The PPBE Commission has released a large body of research with multiple recommendations, many of which will take years to fully implement. The enclave is only one of these recommendations but it is an essential and foundational one. Because of its unique position as a platform for communication between Congress and the DoD, an enclave offers insights into other aspects of PPBE modernization. Done thoughtfully and effectively, an accessible, user-friendly enclave will ease tension, build trust, improve cooperation, increase transparency, and accelerate decision making. Done poorly, it will exacerbate existing frustrations.

One of the challenges with the PPBE Reform Commission findings is deciding where to begin. Many of the recommendations contained in this report may change depending on what PPBE Commission recommendations are implemented and in which order. Enclave development must also take the other Commission recommendations into account. For example, budget structure transformation could actually ease development requirements for the enclave, if done during early stages of development. If done later, it could create significant disruption. Either way, the development of an enclave will change dramatically throughout the process of implementation. It should be approached as a long-term, iterative process and should be staffed and funded appropriately. Once established, it will need sustainment to ensure it remains relevant.

Early efforts to centralize acquisition data suffer from a lack of leadership and accountability. The enclave pilot’s dismal performance reflects the absence of both. To be successful, the DoD should assign a single, accountable person to lead development. They should have open access and the authority to coordinate data across the DoD enterprise. They should have enough budget to assemble an internal team of experts in product delivery and a guarantee that sufficient funding will be available to maintain the team and leverage existing contracts.

Built correctly, the enclave will help DoD reorganize and restructure its approach to data management. Organizationally, Advana has many advantages and several unrealized benefits. Good work has been done to centralize tools and security approvals but its implementation is unnecessarily complicated. Advana appears to lack oversight and organizational principles. Development is unconstrained and unfocused, at least in regard to the PPBE process. Significant effort will need to be made to centralize, restructure, and effectively reorganize and manage PPBE data. The current practice of maintaining multiple instances of Advana and replicating data has serious and negative implications. Data-driven decision making is not effective if the data is unreliable. At best it leads to waste. At worst, it could affect critical, operational decision making. Issues like slow load times may seem trivial but will lead to system abandonment, squandered effort, and distrust. There is no point in building software that no one uses.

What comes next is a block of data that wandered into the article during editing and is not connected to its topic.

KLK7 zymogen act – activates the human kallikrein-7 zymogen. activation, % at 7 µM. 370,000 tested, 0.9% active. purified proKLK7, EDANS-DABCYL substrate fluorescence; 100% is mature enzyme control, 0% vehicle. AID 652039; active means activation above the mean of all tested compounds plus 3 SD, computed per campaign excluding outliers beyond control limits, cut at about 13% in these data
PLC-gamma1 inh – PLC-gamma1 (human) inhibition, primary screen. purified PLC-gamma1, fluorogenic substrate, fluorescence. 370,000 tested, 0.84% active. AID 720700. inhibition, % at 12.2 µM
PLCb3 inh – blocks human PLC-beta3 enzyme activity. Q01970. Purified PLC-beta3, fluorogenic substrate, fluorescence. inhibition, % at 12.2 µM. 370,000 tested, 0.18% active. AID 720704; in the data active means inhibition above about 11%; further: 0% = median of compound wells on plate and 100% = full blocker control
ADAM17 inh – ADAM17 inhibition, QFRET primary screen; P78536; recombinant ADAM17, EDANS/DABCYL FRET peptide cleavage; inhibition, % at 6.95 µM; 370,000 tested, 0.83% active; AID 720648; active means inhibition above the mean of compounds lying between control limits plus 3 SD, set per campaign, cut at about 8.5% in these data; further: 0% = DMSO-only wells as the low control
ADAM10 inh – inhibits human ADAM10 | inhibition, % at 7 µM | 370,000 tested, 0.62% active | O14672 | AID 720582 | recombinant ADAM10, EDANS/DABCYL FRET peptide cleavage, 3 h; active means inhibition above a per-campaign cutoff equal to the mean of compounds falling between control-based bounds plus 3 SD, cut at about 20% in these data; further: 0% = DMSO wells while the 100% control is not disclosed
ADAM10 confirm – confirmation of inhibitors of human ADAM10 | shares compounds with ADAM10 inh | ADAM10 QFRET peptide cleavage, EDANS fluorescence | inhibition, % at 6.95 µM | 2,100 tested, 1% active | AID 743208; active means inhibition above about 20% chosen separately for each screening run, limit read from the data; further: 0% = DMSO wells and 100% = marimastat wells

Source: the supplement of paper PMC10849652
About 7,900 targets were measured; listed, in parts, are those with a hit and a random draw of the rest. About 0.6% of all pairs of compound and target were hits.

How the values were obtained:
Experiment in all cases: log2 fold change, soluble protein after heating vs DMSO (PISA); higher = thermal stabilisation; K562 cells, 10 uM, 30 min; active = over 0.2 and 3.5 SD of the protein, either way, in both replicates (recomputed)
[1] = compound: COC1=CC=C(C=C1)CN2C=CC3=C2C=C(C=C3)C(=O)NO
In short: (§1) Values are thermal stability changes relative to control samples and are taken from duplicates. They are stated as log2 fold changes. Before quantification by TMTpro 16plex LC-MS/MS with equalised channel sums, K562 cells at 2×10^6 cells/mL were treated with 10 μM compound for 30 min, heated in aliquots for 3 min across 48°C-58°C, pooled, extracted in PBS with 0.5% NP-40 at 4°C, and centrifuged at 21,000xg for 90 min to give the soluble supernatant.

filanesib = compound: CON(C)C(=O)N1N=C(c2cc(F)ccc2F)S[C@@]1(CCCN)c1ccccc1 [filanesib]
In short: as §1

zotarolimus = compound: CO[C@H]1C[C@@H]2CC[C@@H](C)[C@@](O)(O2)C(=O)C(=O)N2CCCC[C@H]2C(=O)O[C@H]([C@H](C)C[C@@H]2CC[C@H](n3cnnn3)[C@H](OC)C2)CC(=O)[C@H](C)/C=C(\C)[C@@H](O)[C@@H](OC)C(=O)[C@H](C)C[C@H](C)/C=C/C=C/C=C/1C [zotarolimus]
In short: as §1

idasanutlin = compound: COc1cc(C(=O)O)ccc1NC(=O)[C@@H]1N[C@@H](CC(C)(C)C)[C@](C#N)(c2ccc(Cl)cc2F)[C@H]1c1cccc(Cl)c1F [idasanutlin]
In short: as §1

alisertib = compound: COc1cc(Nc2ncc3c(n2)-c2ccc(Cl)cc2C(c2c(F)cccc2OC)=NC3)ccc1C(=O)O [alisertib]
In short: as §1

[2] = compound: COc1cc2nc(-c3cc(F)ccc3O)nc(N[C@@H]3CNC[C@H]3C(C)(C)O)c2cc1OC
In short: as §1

DoD should strive to provide Congressional staff with a single user interface that has flexibility for staff to create unique queries. That user interface should reference accurate, authoritative, and timely data. Enclave users should know when data was last updated, know when it will be updated next, and be alerted to any data that is not loading correctly. Data need not be provided in real time nor must it be comprehensive. Setting unrealistic expectations will lead to unrealized results. Instead, DoD should learn from Congressional staff and provide data that is relevant, authoritative, easy to access, and current enough to be useful.

As a north star, it is important to keep in mind that Congressional staff don’t want data. They want knowledge. Knowledge requires context that data alone cannot provide. DoD cannot understand these needs without working closely and routinely with Congressional staff during development. The enclave should be approached as a solution to a communication problem rather than a technology problem. Digitizing the current, fractured communication patterns has led to useless, fractured technology. Solving the communication problem, on the other hand, will lead to simple, intuitive, and informative technology.

A large complex system simply cannot make decisions nimbly without data. Ultimately, a well-designed, properly executed enclave will be the technical foundation for change and may prove to be critical in restoring trust and improving collaboration between Congress and the DoD.

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This site was last updated on 12 MAR 2024.